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Tyrannosaurus rex 3D life reconstruction by Sketchy-raptor Tyrannosaurus rex 3D life reconstruction by Sketchy-raptor
A look at my finalised 3D Tyrannosaurus rex life reconstruction. Check out the ArtStation link for more images: www.artstation.com/artwork/NWl… 

Modelling a certain famous ceratopsid is next on my agenda. Stay tuned.

From ArtStation:

"The finalised iteration of my Tyrannosaurus rex for now. Fully textured, rigged and ready to animate. This has been a rewarding project. Throughout the design, sculpting and painting process, I've refined both my software technique and my knowledge of dinosaur anatomy. I'm particularly proud of the tangible feel to the skin compared to some of my previous models - custom subsurface scattering shaders go a long way. I'm also pleased with glossiness of the rostral scales and the coarse appearance of the cornified and armoured skin.

I'd like to do a detailed breakdown of the making of this dinosaur focusing on the underlying rigorous science and anatomy. Stay tuned if this would interest you."

All feedback is appreciated.

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Base sculpt created in Sculptris
Detailed sculpting, retopology and normal baking carried out in Blender
Feathering, rigging and rendering carried out in Carrara
Add a Comment:
 
:iconraviik:
Raviik Featured By Owner Jul 29, 2018
I love any thing that involves dinos 
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:iconraptorwings:
RaptorWings Featured By Owner May 10, 2018  Student General Artist
This is an extremely amazing reconstruction of Tyrannosaurus!  I love the feather placement and pattern.  The skin folds are really nice! 
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:iconjpguchiha:
JPGuchiha Featured By Owner May 4, 2018  Hobbyist Traditional Artist
Why dose it have feathers?
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:iconsketchy-raptor:
Sketchy-raptor Featured By Owner May 5, 2018  Student General Artist
Very minimal speculation well within the realm of plausibility, plus personal aesthetic choice. 
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:iconjpguchiha:
JPGuchiha Featured By Owner May 5, 2018  Hobbyist Traditional Artist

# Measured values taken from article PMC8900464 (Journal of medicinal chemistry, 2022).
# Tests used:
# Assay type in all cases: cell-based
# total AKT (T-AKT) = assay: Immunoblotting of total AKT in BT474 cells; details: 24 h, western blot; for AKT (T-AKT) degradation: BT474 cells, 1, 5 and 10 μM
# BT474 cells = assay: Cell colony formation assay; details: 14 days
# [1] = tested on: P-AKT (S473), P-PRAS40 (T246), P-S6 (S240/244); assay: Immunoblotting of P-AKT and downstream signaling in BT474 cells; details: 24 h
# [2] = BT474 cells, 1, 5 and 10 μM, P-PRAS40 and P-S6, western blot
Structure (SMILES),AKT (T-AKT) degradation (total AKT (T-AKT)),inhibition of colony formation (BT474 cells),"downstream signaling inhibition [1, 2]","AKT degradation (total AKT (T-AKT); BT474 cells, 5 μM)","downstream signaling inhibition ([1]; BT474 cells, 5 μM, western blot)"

Fair enough.
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:iconreferencials:
Referencials Featured By Owner May 4, 2018  Hobbyist Digital Artist
This is wild.
Reply
:iconarya9118:
Arya9118 Featured By Owner Apr 29, 2018  Hobbyist Traditional Artist
His arms are so tiny 😀
Reply
:icontaliesaurus:
Taliesaurus Featured By Owner May 3, 2018  Hobbyist Digital Artist
not as tiny as carnotaurus
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:iconarya9118:
Arya9118 Featured By Owner May 3, 2018  Hobbyist Traditional Artist
I konw 😁
Reply
:icontaliesaurus:
Taliesaurus Featured By Owner May 3, 2018  Hobbyist Digital Artist
ok
Reply
:iconportentosaman:
PortentosaMan Featured By Owner Apr 29, 2018  Student Traditional Artist
This is awesome :)
Reply
:icongdpr-14917625:
gdpr-14917625 Featured By Owner Apr 28, 2018  Professional Digital Artist
I've been looking a bit closer but it seems out of balance. His hind legs are bent forwards in a way that should put more pressure on his feet and especially the claws of those feet. The femur seems to be almost vertical making the knee joint at a very wide angle. It can still lean this much forwards but the knee needs to have a sharper angle. That has to do with how energy is going through the sinews of his legs. Too straight and he would have to spend more energy on walking. If the knees are more bent then the sinews will store more kinetic energy, which makes walking more efficient.
As for the forelimbs... They look a bit weak. The current theory is that the T-Rex did use them to grab it's prey. They weren't vestigial but more grappling hooks so he could hold on to his prey and push it down while his jaws did most of the work.
As for the tail, the T-Rex would have massive air pockets in it's upper torso and skull so it wouldn't have to be very thick, but it looks a bit too thin overall. At the base, it should be okay. But it tapers to a thin tail which would make it too light to compensate for the torso and head. Also, a tail that thin could be bitten into by another T-Rex and thus it would loose part of it's tail and loose balance. If it's more thick, it could survive a fierce bire.
But the main problem is that so many artists have already made T-Rex models based on what they believe it should look like while from a scientific viewpoint we don't even have a complete skeleton and thus can't tell exactly.So don't let these comments discourage you, as you could still be right. ;)